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Nonstationary Stochastic Simulation of Strong Ground Motion Time Histories Including Natural Variability: Application to the K-Net Japanese Database



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Titre de la revue : Bulletin of the Seismological Society of America Volume : 96 N° : 6 Pagination : 2103-2117 Date de publication : 01/12/2006

Type de document > *Article de revue

Mots clés > aléa sismique, séismes

Unité de recherche > IRSN/DEI/SARG/BERSSIN

Auteurs > BONILLA Fabian, COTTON Fabrice, MARGERIN Ludovic, POUSSE Guillaume

Date de publication > 01/12/2006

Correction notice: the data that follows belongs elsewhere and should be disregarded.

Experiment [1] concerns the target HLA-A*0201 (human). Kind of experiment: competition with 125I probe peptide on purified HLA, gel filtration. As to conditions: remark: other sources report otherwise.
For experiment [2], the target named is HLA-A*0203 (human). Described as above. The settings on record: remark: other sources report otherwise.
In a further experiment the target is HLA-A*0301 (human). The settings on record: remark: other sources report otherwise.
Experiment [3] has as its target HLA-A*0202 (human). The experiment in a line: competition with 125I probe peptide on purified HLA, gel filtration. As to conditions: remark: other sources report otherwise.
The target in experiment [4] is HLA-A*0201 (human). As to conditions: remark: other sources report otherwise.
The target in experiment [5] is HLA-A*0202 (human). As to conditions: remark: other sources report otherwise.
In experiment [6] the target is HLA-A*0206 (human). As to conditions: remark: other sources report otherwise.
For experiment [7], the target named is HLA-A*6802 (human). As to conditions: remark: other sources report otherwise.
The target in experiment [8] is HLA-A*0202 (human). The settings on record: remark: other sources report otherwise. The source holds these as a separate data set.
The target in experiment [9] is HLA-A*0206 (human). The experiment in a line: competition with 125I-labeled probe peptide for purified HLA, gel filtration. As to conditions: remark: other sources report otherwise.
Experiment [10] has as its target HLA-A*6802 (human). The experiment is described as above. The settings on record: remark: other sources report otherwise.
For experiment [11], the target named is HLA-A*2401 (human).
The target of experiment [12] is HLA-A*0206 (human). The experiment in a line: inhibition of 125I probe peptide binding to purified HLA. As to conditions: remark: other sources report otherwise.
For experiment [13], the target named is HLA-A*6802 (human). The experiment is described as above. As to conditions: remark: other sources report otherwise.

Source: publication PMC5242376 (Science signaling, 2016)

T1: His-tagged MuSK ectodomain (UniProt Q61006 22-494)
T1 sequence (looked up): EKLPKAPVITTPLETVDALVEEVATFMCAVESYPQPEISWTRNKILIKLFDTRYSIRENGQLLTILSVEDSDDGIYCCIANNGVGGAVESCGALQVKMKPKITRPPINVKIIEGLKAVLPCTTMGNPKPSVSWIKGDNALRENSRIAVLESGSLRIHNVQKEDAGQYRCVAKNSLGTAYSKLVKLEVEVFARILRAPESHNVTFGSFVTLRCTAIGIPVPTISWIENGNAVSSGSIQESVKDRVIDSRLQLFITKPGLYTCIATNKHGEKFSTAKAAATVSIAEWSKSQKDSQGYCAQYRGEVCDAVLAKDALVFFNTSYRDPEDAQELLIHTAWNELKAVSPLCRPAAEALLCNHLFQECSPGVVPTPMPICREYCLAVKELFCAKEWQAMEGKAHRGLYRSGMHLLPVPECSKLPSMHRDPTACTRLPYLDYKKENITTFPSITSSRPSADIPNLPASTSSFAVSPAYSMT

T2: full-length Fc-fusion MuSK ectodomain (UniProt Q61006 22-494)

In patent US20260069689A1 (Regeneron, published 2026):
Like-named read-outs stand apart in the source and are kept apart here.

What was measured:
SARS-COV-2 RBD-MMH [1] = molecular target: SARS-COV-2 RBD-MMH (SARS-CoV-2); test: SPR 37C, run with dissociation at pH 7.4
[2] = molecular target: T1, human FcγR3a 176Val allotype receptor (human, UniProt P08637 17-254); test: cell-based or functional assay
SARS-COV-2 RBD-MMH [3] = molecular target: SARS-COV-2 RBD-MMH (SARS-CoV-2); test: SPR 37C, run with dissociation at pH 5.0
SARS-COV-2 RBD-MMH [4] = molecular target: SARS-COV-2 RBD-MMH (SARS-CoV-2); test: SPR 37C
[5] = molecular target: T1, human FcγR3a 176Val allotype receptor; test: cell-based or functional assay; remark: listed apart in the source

Physical models that can be used to obtain realistic accelerograms usually require a thorough knowledge of the source, path, and site effects. In addition, the computational resources needed might be expensive. Thus, empirical models still represent a good alternative for simulating strong ground motion. In this work, we modify and improve the model developed by Sabetta and Pugliese (1996). This new method models the time-domain accelerogram based on the assumption that the phase is random and that the time envelope can be represented by the so-called average instantaneous power. This is, in turn, described as a lognormal distribution for P and S waves combined with an algebro-exponential function representing the envelope of coda waves. In addition, the frequency content of the signal is nonstationary and follows a modified -square model. The method depends on four common indicators in earthquake engineering: peak ground acceleration, strong-motion duration, Arias intensity, and central frequency. These indicators are empirically connected to a given database by means of ground-motion prediction equations. In this study we calibrate the model using Japanese data recorded by the K-net array, which has high-quality digital accelerograms and station-site conditions characterized by geotechnical measurements. In addition, this technique permits the inclusion of the uncertainty of the model parameters to take into account the ground-motion natural variability in the stochastic generation of the time histories. The main goal of this work is to provide the earthquake engineering community with a flexible tool to generate realistic accelerograms for dynamic studies.